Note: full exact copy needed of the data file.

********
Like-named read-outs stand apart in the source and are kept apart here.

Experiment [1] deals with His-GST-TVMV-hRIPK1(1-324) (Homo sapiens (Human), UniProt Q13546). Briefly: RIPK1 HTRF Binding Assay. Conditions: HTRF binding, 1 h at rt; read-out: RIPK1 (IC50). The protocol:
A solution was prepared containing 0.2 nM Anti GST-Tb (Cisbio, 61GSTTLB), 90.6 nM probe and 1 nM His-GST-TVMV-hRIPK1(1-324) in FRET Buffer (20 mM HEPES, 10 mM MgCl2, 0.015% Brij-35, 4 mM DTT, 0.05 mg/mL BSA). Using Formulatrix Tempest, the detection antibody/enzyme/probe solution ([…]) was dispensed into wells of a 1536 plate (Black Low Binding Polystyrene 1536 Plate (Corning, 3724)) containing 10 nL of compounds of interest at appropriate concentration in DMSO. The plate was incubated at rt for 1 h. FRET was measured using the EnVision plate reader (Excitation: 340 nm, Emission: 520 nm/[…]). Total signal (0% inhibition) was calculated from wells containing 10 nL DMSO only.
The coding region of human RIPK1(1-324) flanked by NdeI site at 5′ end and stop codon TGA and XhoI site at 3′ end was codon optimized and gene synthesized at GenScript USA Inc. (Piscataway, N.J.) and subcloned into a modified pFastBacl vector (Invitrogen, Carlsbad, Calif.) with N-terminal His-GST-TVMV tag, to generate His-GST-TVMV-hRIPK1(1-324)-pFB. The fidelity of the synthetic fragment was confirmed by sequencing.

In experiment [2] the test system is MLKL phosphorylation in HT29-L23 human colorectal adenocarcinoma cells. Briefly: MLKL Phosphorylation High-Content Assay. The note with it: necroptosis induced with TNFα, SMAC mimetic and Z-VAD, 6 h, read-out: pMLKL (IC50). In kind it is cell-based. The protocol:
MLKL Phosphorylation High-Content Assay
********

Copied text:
Like-named read-outs stand apart in the source and are kept apart here.

Experiment [1] deals with His-GST-TVMV-hRIPK1(1-324) (Homo sapiens (Human), UniProt Q13546). Briefly: RIPK1 HTRF Binding Assay. Conditions: HTRF binding, 1 h at rt; read-out: RIPK1 (IC50). The protocol:
A solution was prepared containing 0.2 nM Anti GST-Tb (Cisbio, 61GSTTLB), 90.6 nM probe and 1 nM His-GST-TVMV-hRIPK1(1-324) in FRET Buffer (20 mM HEPES, 10 mM MgCl2, 0.015% Brij-35, 4 mM DTT, 0.05 mg/mL BSA). Using Formulatrix Tempest, the detection antibody/enzyme/probe solution ([…]) was dispensed into wells of a 1536 plate (Black Low Binding Polystyrene 1536 Plate (Corning, 3724)) containing 10 nL of compounds of interest at appropriate concentration in DMSO. The plate was incubated at rt for 1 h. FRET was measured using the EnVision plate reader (Excitation: 340 nm, Emission: 520 nm/[…]). Total signal (0% inhibition) was calculated from wells containing 10 nL DMSO only.
The coding region of human RIPK1(1-324) flanked by NdeI site at 5′ end and stop codon TGA and XhoI site at 3′ end was codon optimized and gene synthesized at GenScript USA Inc. (Piscataway, N.J.) and subcloned into a modified pFastBacl vector (Invitrogen, Carlsbad, Calif.) with N-terminal His-GST-TVMV tag, to generate His-GST-TVMV-hRIPK1(1-324)-pFB. The fidelity of the synthetic fragment was confirmed by sequencing.

In experiment [2] the test system is MLKL phosphorylation in HT29-L23 human colorectal adenocarcinoma cells. Briefly: MLKL Phosphorylation High-Content Assay. The note with it: necroptosis induced with TNFα, SMAC mimetic and Z-VAD, 6 h, read-out: pMLKL (IC50). In kind it is cell-based. The protocol:
MLKL Phosphorylation High-Content Assay